Ořechovka Garden Suburb

These handsome semi-detached villas in Prague’s Střešovice district look just as though they were uprooted from suburban London, the new middle-class landscape for which the poet John Betjeman coined the name ‘Metroland’. So it’s no surprise to learn that their architects, Jaroslav Vondrák and Jan Šenkýř, drew inspiration precisely from the garden city movement that had emerged in England at the turn of the twentieth century.

Ořechovka Estate

Just as London had expanded into the countryside to accommodate the new commuting classes, so in the aftermath of the Great War, the newly-formed state of Czechoslovakia needed to house large numbers of civil servants. The answer was the garden village of Ořechovka.

Consciously borrowing from concepts such as Hampstead’s Garden Suburb of 1906, the Ořechovka Estate – built between 1920 and 1930 – provided comfortable housing along streets laid uniformly around green spaces. Recognizing the need for variety, the architects not only imitated English and Dutch housing (especially Vondrák’s exposed brickwork and ‘mock Tudor’ half-timbered gables); they also introduced a number of quirkier design elements, such as these ‘deco’ style facades by Jindřich Freiwald.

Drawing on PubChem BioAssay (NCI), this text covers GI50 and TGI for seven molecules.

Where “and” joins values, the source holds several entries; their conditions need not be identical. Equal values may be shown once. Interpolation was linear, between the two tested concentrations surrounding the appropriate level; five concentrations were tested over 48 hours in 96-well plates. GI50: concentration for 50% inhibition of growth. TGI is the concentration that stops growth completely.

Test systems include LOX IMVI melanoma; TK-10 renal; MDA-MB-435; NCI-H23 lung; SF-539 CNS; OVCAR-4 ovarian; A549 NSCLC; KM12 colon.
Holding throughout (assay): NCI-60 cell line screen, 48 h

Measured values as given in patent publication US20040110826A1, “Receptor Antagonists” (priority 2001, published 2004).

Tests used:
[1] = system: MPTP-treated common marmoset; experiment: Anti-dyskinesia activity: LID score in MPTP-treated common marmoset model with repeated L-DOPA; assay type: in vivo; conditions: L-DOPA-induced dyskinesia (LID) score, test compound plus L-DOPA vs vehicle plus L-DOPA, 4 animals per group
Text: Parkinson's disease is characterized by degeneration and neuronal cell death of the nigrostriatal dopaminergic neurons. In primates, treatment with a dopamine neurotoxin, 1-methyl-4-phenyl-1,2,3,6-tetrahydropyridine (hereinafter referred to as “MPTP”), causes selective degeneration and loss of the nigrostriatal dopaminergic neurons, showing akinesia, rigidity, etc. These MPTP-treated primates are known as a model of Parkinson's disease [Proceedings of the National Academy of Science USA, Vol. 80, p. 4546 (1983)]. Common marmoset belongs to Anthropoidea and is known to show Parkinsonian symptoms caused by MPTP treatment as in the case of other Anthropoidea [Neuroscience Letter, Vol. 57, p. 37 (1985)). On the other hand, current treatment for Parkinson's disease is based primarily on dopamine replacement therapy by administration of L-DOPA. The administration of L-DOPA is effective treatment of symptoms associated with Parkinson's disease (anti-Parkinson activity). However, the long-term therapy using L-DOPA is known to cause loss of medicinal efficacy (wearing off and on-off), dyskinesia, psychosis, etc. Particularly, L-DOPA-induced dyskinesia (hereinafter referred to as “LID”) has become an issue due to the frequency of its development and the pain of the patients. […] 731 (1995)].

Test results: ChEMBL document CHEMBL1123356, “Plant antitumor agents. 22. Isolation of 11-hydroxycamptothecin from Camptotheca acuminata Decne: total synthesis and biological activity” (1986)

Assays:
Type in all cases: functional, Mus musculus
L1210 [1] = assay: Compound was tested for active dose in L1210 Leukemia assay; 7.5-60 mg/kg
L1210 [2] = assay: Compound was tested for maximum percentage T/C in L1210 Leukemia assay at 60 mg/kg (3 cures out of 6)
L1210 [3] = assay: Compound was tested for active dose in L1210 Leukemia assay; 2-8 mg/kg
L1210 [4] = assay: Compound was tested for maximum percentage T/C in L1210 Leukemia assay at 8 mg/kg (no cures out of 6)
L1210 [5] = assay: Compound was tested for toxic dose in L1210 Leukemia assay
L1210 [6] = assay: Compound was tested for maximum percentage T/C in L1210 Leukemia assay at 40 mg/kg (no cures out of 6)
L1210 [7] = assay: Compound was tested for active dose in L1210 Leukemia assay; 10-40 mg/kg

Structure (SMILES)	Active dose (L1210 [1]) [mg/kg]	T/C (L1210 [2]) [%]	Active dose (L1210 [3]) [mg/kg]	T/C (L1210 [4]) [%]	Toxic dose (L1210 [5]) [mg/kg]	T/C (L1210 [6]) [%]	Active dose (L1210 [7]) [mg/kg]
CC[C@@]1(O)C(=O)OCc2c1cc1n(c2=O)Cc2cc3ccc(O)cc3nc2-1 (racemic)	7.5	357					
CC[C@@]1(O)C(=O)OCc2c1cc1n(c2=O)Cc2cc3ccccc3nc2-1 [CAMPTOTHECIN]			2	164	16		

The various styles and bright pastel colours give a sense of confection to the whole project. And although the name ‘Ořechovka’ is ultimately derived from an eighteenth-century landowner named ‘Borek’, its similarity with  the Czech word for a nut makes ‘Nutville’ a felicitous translation.


The streets of the estate radiate from a park containing a central building of 1921 to 1924 also by Vondrák. This served (as it still does today) as a community centre with a restaurant and, later, its own art deco cinema. Its two wings are connected by the arcaded passage pictured below:
Ořechovka Estate